Star Wars: The Old Republic Preview and Editorial

Those of you patiently awaiting LucasArts and BioWare Austin's Star Wars: The Old Republic have a couple of new articles to read through today.

First, IGN brings us another preview based on some firsthand time with the Jedi Consular class:
Far and away, my favorite ability is Force Wave, an area-of-effect attack that has my Consular jump into the air and with a swirl of the hands send any nearby units flying in all directions. This is especially nice as The Old Republic is filled with enemy clusters, where three or four foes will all pummel you together. Enemies tend to be clustered with a few weaklings and one or two stronger units, and the Force Wave is frequently powerful enough to take the weaklings out of the fight altogether.

Using any of these abilities naturally requires me to use some Force, the Consular's resource. Force has a maximum of 100 and regenerates rapidly, akin to Energy in other games, rather than a mana pool which grows with level and gear and has to be carefully managed in longer fights. This gives the Consular an interesting dynamic, as they are later given the ability to heal. The Energy-like resource means that they may not be able to chain-heal, but also won't need to necessarily be overly resourceful with their spells.

The Consular, like all classes in The Old Republic, is more than just its move-set. Each class has its own storyline to follow. The Consular's begins with the news that Flesh Raiders have begun to settle in what was otherwise Jedi ground and now pose a threat to holograms of past Jedi, holograms that contain vast amounts of knowledge. I soon find that one particular hologram has vanished, and it is hinted that I may perhaps find its whereabouts in an illegal (but otherwise benevolent) Twi'lek camp.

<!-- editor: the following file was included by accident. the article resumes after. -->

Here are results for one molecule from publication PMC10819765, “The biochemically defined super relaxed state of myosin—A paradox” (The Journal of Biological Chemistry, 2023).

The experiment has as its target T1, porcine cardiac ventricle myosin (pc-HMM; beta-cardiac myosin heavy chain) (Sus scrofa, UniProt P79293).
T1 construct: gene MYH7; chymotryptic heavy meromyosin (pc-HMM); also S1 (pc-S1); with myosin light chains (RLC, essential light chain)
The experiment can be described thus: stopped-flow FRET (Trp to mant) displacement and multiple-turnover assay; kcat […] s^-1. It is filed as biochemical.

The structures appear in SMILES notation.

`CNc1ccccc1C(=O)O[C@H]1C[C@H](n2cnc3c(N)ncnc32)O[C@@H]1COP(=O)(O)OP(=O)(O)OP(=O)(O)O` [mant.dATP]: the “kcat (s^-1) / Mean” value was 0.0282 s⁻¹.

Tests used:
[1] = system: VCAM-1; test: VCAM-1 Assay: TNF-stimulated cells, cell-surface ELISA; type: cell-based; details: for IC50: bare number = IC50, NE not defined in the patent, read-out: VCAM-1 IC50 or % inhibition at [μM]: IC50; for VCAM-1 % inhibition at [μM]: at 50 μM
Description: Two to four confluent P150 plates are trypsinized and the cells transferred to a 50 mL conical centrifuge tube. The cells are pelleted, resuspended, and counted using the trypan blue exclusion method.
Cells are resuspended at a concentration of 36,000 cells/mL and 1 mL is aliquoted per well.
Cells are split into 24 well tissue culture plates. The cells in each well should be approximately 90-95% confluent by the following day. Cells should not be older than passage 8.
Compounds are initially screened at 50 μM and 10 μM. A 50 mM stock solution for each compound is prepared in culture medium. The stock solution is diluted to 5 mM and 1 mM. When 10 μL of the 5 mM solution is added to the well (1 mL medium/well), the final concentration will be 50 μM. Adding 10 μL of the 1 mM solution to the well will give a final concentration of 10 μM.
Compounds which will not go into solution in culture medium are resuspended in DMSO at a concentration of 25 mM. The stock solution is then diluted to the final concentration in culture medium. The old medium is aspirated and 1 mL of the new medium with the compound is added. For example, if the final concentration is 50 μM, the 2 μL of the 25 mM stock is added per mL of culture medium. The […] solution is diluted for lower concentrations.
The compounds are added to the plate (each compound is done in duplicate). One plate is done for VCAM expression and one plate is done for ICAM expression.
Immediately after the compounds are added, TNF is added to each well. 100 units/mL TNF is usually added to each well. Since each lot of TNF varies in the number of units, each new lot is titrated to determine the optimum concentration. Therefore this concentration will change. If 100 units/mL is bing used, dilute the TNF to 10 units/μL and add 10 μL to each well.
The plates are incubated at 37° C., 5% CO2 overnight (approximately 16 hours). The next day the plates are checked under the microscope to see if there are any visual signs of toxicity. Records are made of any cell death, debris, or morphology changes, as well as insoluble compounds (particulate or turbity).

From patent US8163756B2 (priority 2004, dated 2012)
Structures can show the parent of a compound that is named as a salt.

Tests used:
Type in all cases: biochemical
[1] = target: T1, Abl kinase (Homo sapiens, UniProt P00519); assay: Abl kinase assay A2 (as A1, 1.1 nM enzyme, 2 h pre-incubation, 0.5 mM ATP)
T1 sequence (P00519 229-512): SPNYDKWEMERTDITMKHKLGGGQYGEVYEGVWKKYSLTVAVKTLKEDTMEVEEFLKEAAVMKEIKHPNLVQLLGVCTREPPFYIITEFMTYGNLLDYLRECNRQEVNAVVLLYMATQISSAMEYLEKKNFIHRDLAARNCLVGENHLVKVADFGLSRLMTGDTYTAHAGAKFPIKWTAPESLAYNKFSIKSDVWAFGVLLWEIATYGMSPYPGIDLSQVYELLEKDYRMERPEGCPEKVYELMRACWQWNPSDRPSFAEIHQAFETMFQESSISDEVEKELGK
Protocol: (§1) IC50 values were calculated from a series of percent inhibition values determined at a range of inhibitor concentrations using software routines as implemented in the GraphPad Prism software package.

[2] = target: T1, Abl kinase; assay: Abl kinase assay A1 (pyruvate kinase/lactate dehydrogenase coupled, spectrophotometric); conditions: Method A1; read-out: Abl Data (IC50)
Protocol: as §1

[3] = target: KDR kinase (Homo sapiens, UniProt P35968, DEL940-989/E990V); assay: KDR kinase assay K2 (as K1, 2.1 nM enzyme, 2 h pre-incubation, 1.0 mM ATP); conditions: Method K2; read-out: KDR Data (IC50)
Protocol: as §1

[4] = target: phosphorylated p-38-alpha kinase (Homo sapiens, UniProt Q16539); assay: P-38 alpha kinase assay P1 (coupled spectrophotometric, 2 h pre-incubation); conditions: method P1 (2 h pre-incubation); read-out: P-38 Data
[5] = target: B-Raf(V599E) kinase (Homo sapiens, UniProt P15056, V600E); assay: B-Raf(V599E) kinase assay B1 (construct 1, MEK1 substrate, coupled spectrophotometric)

And then 1UP chimes in with an editorial that presents some concerns on why the game "might already be too late":
While EA and BioWare Austin have the horsepower needed to at least draw even with World of WarCraft though, what we've seen so far has been worryingly conventional -- even generic -- given the millions being poured into development. Take the opening areas around Tython, which Mike Nelson describes in his most recent preview as being "rudimentary" owing to their somewhat generic, grind-driven quest design. Running around killing a set number of "Flesh Raiders" in a relatively quiet village doesn't seem particularly epic, but that's the route BioWare Austin seems to be taking with the opening areas for the Jedi -- what will surely be the most popular classes when The Old Republic is released.

It's not quite as bad as standing around on Tatooine and watching a bounty hunter chase a pack of womp rats, which was a depressingly common sight in Star Wars Galaxies; but it does seem like a bit of a step down from newer areas found in Cataclysm. Over the years, Blizzard has gotten very good at disguising the grind in their opening areas; where Burning Crusade's areas featured a swamp inhabited by a few monsters, Cataclysm had a full-on werewolf invasion, and so forth. The nuts and bolts aren't so different from what they were back in the day, but Blizzard has made them shine with both a wide range of scenarios and the clever use of phasing.

I think the real concern though is not so much in the quest design as in BioWare Austin's apparent willingness to play follow the leader. Whenever something becomes a big hit -- be it a movie, game or book -- there's always a mad scramble to replicate the formula; in World of WarCraft's case, that mad scramble has been going for six years now. The amount of money that goes into developing MMOs makes publishers naturally risk averse (Realtime Worlds is a great example of what can happen when an ambitious MMO goes horribly wrong), but the amount World of WarCraft contributes to Activision's bottom line is just too enticing to ignore. Given Blizzard's enormous headstart though, a developer has to do more than play it safe to reach the heights that World of WarCraft has scaled.